Plant to Plant Interactions

To an inexperienced gardener, it seems strange that planting certain plants in close proximity to one another could have any affect on the plants. However, that is not the case with numerous plants and its certainly not the case with nasturtium. The act of planting a diverse selection of plants in the same vicinity is called companion planting. this technique has many benefits for gardens and is being used more often as a resource for organic farmers.

The nasturtium plant provides other plants with protection from predacious insects. The aroma of this plant releases chemicals in the air that repel certain kinds of insects. This is a great adaptation for the nasturtium plant, to learn more about other types of adaptations visit the adaptation page. This protection does more than just project the nasturtium, it also offers a shield for other plants that surround the nasturtium as well. It is very potent to aphids, squash bugs, and striped pumpkin beetles. These insects often attack a specific assortment of plants, these plants are the companion plants to nasturtium because there require protection in order to thrive. These plants include tomatoes, cucumbers, kale kohlrabi, collards, broccoli, cabbage, and radishes. Apple trees are also observed to benefit from nasturtium, some orchards plant nasturtium around the base of the trees to protect their harvest. Although, nasturtium keeps away many insects it does not repel insects that are vital for survival such as the bumblebee.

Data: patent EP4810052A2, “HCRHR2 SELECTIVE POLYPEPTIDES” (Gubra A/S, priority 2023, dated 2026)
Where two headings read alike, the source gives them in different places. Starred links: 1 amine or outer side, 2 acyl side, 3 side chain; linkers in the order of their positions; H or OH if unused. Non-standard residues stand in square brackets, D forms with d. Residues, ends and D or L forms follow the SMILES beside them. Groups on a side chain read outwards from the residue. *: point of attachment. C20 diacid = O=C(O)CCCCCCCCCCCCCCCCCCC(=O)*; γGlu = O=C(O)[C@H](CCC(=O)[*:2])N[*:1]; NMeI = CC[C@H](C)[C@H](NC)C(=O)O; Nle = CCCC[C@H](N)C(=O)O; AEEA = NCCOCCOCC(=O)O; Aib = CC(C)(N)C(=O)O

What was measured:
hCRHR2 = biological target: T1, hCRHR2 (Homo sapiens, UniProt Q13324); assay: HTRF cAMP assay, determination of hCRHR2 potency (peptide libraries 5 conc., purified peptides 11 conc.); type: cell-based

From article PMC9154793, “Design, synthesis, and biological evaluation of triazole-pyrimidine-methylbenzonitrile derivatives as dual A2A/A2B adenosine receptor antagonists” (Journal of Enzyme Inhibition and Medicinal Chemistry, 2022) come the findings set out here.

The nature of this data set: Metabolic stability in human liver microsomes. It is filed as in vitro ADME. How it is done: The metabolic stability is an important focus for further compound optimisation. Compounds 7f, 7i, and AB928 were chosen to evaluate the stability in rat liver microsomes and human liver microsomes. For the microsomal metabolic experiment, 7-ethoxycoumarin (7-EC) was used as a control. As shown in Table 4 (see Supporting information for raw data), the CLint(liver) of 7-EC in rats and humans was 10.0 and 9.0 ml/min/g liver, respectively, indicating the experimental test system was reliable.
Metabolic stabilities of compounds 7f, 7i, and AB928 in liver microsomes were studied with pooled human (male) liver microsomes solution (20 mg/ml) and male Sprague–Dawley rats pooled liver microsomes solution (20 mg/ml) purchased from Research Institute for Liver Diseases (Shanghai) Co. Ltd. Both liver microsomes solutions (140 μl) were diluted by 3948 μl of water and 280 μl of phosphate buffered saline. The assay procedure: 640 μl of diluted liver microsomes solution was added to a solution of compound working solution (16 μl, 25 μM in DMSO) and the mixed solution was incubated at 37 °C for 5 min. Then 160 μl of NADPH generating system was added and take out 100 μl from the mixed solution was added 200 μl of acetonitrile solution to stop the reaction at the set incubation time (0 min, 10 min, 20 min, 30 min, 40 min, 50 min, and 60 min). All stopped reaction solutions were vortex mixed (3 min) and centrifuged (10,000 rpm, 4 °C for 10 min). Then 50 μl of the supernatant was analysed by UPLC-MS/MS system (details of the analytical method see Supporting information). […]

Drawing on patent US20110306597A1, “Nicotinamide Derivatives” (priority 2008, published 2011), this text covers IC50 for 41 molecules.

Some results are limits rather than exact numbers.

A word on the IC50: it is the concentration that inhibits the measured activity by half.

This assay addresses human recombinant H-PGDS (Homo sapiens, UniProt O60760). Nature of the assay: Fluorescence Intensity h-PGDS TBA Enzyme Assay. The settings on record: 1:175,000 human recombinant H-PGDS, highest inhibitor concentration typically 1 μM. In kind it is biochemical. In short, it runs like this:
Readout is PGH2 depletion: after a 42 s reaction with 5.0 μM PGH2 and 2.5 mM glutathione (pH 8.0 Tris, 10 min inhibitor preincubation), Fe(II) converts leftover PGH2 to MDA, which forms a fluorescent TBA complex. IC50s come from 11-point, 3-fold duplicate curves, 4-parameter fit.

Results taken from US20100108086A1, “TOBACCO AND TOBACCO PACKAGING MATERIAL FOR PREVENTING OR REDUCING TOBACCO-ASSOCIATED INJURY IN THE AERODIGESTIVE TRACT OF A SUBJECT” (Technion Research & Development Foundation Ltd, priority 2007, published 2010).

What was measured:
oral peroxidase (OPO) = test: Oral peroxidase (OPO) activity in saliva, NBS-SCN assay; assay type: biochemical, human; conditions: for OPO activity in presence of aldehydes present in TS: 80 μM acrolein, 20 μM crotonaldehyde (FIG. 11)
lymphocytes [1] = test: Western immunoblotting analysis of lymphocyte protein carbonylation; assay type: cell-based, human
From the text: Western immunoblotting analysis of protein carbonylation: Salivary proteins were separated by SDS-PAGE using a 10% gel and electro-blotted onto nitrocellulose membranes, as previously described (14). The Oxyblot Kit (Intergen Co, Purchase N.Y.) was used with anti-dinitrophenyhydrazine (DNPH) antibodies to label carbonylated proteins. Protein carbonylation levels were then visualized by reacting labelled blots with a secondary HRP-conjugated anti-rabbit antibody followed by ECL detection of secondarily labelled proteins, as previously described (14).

There has recently been a huge demand for organic foods throughout the world. People want to purchase and eat foods that were not grown with the aids of harsh chemicals, pesticides, or herbicides. This leads to the problem of how to cultivate a large healthy harvest when without these chemicals insects have no reason not to consume the plants in the field. Many farmers are turning to slightly less harsh OMRI materials to restrain the insects but this is a costly process that provides mediocre results. In order to keep costs down and still produce a successful crop, farmers are starting to investigate large scale companion planting. Instead of planting rows and rows of the same crop with minimal protection, a large selection of diverse plants are sowed together. This companion planting allows plants natural defense mechanisms to provide a community shelter. Nasturtium has one of the most potent effects on insects so they are often lined around the edges of these gardens.

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